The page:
We're especially excited about core six, as a core was recovered from the exact same location by NASA's PARCA (Program for Arctic Regional Climate Assessment) project back in the 1990s. The means we can make a direct comparison of how the amount of refrozen meltwater retained in the firn as ice has changed over the past two decades. At first glance, it's obvious that there is way more ice in the firn now than two decades ago. We're hoping to nail down exactly how much more, and even figure out how much meltwater generated at Dye-2 might be running off to the ocean (as opposed to refreezing in place).
Unfortunately, bad weather has once again moved into the area. As we perform our ice core processing outdoors, the core processing can easily be derailed by high winds (even when we build large snow walls to act as wind breaks). The first thing to happen during processing is logging the core stratigraphy (the layering of firn and ice). The core is then cut with a hand saw into little 10 cm sections and weighed for density. Finally, a drill is used to pull out little plugs of ice from each section to send back to Copenhagen for isotopic analysis. Each of these tasks is increasingly difficult to perform as the amount of blowing snow increases.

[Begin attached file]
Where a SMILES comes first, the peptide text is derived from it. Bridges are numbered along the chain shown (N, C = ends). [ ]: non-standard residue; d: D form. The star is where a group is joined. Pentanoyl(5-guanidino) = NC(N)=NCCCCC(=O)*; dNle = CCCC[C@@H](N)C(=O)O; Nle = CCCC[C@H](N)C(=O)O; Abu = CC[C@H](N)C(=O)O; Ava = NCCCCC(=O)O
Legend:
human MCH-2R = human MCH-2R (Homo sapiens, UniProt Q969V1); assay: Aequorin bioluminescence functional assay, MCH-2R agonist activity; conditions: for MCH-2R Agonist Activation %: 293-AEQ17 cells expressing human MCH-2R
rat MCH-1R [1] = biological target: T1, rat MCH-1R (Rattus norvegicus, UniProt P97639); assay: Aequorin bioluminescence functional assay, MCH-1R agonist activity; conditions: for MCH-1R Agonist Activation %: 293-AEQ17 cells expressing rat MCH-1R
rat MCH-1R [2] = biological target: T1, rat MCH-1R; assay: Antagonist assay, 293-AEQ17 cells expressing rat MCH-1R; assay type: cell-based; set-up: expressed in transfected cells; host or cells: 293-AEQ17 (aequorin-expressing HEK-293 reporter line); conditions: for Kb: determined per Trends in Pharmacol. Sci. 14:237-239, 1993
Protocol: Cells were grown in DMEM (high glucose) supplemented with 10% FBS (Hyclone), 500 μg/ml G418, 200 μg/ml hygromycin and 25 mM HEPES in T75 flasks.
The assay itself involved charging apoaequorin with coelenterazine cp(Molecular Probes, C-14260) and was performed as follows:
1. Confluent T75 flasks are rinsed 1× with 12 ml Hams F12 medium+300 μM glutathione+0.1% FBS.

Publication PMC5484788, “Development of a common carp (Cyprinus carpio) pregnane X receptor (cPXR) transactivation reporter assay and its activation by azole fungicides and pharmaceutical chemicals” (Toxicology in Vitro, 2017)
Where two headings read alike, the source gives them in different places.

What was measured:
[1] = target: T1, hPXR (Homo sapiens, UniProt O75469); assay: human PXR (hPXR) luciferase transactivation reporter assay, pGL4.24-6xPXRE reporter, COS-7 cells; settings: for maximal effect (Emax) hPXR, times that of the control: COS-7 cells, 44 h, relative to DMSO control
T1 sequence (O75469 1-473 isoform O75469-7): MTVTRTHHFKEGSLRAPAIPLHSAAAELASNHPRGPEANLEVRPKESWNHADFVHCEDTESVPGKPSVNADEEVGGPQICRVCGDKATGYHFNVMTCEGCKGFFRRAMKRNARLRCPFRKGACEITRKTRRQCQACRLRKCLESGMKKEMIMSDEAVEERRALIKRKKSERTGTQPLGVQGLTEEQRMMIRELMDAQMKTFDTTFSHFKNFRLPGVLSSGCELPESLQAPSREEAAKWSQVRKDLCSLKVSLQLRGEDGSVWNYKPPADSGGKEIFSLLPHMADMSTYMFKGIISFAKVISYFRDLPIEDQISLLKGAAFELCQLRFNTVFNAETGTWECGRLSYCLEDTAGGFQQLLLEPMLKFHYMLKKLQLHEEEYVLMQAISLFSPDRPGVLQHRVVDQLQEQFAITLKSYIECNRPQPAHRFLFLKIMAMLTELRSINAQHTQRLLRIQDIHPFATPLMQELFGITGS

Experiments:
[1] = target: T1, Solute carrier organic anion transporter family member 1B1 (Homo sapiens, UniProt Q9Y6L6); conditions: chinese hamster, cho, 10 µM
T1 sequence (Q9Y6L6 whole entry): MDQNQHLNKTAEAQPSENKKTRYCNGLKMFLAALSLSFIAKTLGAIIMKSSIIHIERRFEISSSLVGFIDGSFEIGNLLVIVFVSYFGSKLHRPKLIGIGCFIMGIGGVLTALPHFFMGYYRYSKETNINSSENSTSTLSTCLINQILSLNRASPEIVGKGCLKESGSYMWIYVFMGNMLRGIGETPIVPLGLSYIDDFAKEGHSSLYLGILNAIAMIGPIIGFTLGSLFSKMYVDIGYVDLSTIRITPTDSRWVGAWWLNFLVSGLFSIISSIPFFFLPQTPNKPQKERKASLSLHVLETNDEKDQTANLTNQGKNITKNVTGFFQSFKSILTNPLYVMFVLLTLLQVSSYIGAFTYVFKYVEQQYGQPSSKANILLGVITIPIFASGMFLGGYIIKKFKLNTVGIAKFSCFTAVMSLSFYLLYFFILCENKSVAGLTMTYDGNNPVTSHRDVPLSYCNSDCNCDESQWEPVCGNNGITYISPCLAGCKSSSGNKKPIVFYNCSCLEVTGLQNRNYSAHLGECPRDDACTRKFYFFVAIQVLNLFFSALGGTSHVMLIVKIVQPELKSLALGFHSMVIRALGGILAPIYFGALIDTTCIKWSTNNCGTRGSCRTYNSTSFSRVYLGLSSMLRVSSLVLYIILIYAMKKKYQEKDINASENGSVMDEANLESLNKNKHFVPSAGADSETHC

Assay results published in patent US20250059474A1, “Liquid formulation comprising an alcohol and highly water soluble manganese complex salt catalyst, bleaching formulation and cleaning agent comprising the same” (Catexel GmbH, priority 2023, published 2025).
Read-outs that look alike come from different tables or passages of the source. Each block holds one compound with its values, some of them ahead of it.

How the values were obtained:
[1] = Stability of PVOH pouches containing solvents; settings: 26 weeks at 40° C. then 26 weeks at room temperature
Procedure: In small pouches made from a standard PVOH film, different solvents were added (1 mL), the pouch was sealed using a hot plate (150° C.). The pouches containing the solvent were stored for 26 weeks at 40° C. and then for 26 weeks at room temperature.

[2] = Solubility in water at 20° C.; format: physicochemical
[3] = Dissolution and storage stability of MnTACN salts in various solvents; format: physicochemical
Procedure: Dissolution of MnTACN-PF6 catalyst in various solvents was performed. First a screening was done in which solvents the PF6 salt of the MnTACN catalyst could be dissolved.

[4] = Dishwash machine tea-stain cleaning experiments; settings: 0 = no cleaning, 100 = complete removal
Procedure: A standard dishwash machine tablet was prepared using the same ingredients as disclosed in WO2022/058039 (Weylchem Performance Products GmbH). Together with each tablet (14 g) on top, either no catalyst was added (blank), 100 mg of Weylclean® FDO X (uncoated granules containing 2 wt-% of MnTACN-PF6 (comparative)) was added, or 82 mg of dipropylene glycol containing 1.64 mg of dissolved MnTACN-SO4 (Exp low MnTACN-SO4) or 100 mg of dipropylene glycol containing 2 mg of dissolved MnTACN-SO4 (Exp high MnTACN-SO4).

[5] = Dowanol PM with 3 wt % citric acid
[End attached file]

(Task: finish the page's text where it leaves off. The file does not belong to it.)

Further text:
So, while another strong storm has cancelled C-130 flights in and out of Dye-2 and forced the ACT13 crew to once again batten down the hatches, at least we can take comfort in the fact that strong storms tend to bring warmer air on to the ice sheet. Our team members deployed on the ice sheet have already had their fill of whiskey-freezing nights thanks!